Date: 25th March 2021
Thermoregulation is a form of homeostasis, and in humans is in partly controlled by sweat. Sweat is continuously secreted during sedentary and routine activities and changes in sweat rates and composition can reflect underlying health conditions such as nerve damage, chronic stress, and autonomic and metabolic disorders. However, collecting resting thermoregulatory sweat for non-invasive analysis of body physiology is challenging, as secretion rates are low and it can quickly evaporate. Now, researchers use microfluidics for wearable patches that combat evaporation, sweat analysis was compatible with sedentary, routine, and daily activities, facilitating autonomous monitoring of body physiology at rest.
The rate of resting sweat secretions can reflect sympathetic nervous system activity stemming from underlying health conditions. Whilst, changes in sweat rates can be indicative of diseases such as Parkinson’s, diabetes and cerebrovascular diseases, it can also be affected by chronic psychological stress, anxiety and pain, including post-traumatic stress disorder. Resting sweat is uniquely poised to give us insights into these conditions, without the complication of vastly higher but variable rates that are induced by exercise or other external triggers.
Now, researchers at Lawrence Berkeley National Laboratory and the University of California, US, led by Ali Javey, present a wearable patch for the continuous measurement of resting thermoregulatory sweat composition and rate, overcoming evaporation by entrapment of sweat within a microfluidic sensing channel.
The device consisted of three major components: a microfluidic layer, electrochemical and electrical sweat sensing electrodes, and a laminated hydrophilic filler. The microfluidic layer contained a collection well and a microfluidic channel, and the collection well’s area could be modulated such that it could acquire varying amounts of sweat. The device was then attached to regions of the body, via a skin adhesive.
To start the team performed on-body sweat collection at rest on various body sites, including shoulder, chest, bicep, wrist, abdomen, finger, thigh, and leg. Sweat collection took between 2 and 60 min depending on the targeted locations, with the finger patch showing the highest secretion rate, ranging between the order of 0.1 and 1 μL min−1 cm−2 .
Having determined the patch could detect low levels of sweat from numerous locations, the team then integrated electrochemical sensors for pH, Cl−, and levodopa monitoring into the design. Sweat pH could potential reflect acid-base disorders, chloride levels can be used to monitor cystic fibrosis, whilst levodopa testing could be used towards precision medicine for Parkinson’s disease – levodopa is the most effective medication for treating Parkinson’s disease.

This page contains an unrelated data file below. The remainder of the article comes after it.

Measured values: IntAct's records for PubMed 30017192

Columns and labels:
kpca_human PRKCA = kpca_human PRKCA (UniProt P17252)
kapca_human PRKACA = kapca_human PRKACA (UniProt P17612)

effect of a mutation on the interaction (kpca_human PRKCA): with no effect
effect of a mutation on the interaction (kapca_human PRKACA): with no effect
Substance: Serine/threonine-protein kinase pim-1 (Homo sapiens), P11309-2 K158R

The patch was then used to explore dynamic sweat behaviours of healthy volunteers during light physical activity, such as walking or doing lab work. It could also detect stressful events over a 24 h period, such as public speaking, thereby identifying when the body moved into physiologically deviating states from the baseline measurements.
A diabetic subject also wore the patch to investigate hypoglycemia-induced sweat secretion. After insulin was injected, glucose started to decrease rapidly, whilst an increase in sweat rate was observed.
Parkinson’s patients usually suffer from abnormal sweating, and hyperhidrosis occurs when the blood levodopa concentration is low. As such sweat could be a promising non-invasive way to continuously monitor levodopa levels in the body, but currently little is known about these dynamics. To start to address this, a healthy patient took a natural source of levodopa (broad beans) at an equivalent dose to that of levodopa medication consumed by Parkinson’s patients in a day. They saw that levodopa concentrations in the sweat generally increased with increasing doses, with the highest peak occurring ~30 min after initial intake and then slowly decreasing, suggesting sweat monitoring could be an effective way to determine levodopa levels in the body.
The team here presented a wearable device for rapid uptake of low levels of thermoregulatory sweat at rest. This allowed near-real-time sweat analysis, enabling rates and composition to be analysed.
The researchers will now expand on these preliminary data to decode how sweating patterns relate to broader physiology. By building personalised and universal correlations between sweat rates and composition, for example during hypoglycaemia or for monitoring drug levels, the device can facilitate optimal dosage and intervals for drugs such as insulin or levodopa in diabetic or Parkinson’s patients. Of course, other analytes can be used as biomarkers for various diseases giving the device flexibility for a broad range of applications.
There is currently much interest and investment into the development of biosensors, and wearables that can monitor health. Recent developments mean that wearable health sensors can even be printed directly on the skin. Moreover, this is not the first device created to monitor sweat biomarkers, and we have seen motion-charged biosensors able to do this. However, that device required 30 mins of exercise, limiting the use to those patients that can exercise and currently eliminates the possibility of continuous monitoring over long periods of time. The revolution here, is the ability of the device to monitor during rest, which will promote a fundamental understanding of at-rest sweat secretion and its relation to diverse health conditions.
Nyein, H. Y. Y., M. Bariya, B. Tran, C. H. Ahn, B. J. Brown, W. Ji, N. Davis and A. Javey (2021). “A wearable patch for continuous analysis of thermoregulatory sweat at rest.” Nature Communications 12(1): 1823.